Letter: Charity and nursing staff need your support
- Credit: King's Ely
Charity needs your support
Following a positive level of footfall and donations, East Anglia’s Children’s Hospices (EACH) is now launching a campaign to address the biggest challenge faced by its shops in their first month back trading.
We need YOU has been set up to help EACH keep its 43 outlets across Cambridgeshire, Essex, Herts, Norfolk and Suffolk open and raising vital funds, after a year in which disruption caused by the pandemic has left the charity forecasting a deficit.
With many of our shop volunteers currently unable to lend a hand owing to the effects of the pandemic, the number of hours’ support we ordinarily receive is down more than 50%.
Our shops simply cannot run and raise the millions of pounds they normally do without the generosity of volunteers, and as more and more families exhausted from shielding reach out for support it’s never been so important.
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EACH is not only calling on individuals to lend a hand, but also businesses looking to demonstrate their corporate social responsibility.
EACH is offering taster shifts for anyone interested in lending a hand.
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More information on becoming a retail volunteer and a full list of EACH shop locations, phone numbers and safety measures are available on the charity’s website.
EAST ANGLIA’S CHILDREN’S HOSPICES
I was disappointed to discover that the usually reliable Ely Standard had opted to advertise the 'National Stud tours' in last week's edition (April 29).
The grand national, and many other horse races throughout the UK, causes horses to lose their lives every year without failure, this year's victims being The Long Mile and Houx Gris.
Twenty nine horses have died at the Grand National alone since 2010, most from either broken legs or broken backs.
Horses are typically forced to begin training for events like the Grand National when they are only a year or two old, before their bones have finished growing and developing, making them more susceptible to injury or, as highlighted, death.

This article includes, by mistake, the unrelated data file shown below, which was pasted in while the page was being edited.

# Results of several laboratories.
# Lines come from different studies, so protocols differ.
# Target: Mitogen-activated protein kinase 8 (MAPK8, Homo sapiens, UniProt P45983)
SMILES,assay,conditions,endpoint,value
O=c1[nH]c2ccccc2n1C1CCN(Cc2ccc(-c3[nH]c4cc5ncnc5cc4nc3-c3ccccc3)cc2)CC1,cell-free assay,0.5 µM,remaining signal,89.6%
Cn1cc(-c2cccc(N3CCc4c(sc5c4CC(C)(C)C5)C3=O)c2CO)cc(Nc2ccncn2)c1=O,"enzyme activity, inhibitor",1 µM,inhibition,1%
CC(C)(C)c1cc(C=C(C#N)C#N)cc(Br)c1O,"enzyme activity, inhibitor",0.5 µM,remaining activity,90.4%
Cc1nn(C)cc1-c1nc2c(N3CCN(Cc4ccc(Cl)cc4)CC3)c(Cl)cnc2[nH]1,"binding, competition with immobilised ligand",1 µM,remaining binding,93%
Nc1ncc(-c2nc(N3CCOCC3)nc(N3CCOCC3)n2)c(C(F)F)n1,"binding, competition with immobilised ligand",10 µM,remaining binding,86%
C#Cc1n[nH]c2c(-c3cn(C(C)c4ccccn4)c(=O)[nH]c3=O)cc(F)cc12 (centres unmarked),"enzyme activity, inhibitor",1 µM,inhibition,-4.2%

Horses in this event are forced to run faster and perform longer than they are naturally able to. Those lucky enough to survive frequently develop ulcers, bleed on their lungs, or suffer a heart attack.
The drugs, both legal and illegal, administered by trainers and veterinarians mask the pain they are feeling, however this only succeeds in papering over the cracks and how these animals are suffering.
Once retired, or for those that don't make it to the track, Thoroughbreds can expect to be sold for slaughter, and their flesh invariably ends up in either cat or dog food, or on the plates of humans in Europe and Asia.
Merely because something has been around for a long time, or because it is viewed as heritage or part of a nation's culture, does not entitle it to be immune from criticism or called to change.
I understand that as a local publication you need to promote local events and vary what is being advertised to your readers.
However, as the horses of yesteryear can't ask you as their demise was too gruesome to humour, I ask that you bear in mind the needless suffering that might have been caused by a place you are actively encouraging people to visit.
DANIEL BROWN, Ely
Our next lecture is taking place via zoom on Thursday May 20 at 7.30pm.
The lecture is being given by Ian Swankie and is entitled ‘ Great railway Stations: evoking the spirit of romance.’
Guests are welcome for a small charge of £5.
Please contact our membership secretary via firstname.lastname@example.org if you are interested.
Rapid testing is an important part of our fight against COVID. One in three people with the virus do not have the typical symptoms, but can still spread it to others.
A rapid lateral flow test is a quick and efficient way of determining if you have COVID.
It is specifically to be used if you do not have any symptoms (a high temperature, a new, continuous cough and a loss or change to your sense of smell or taste).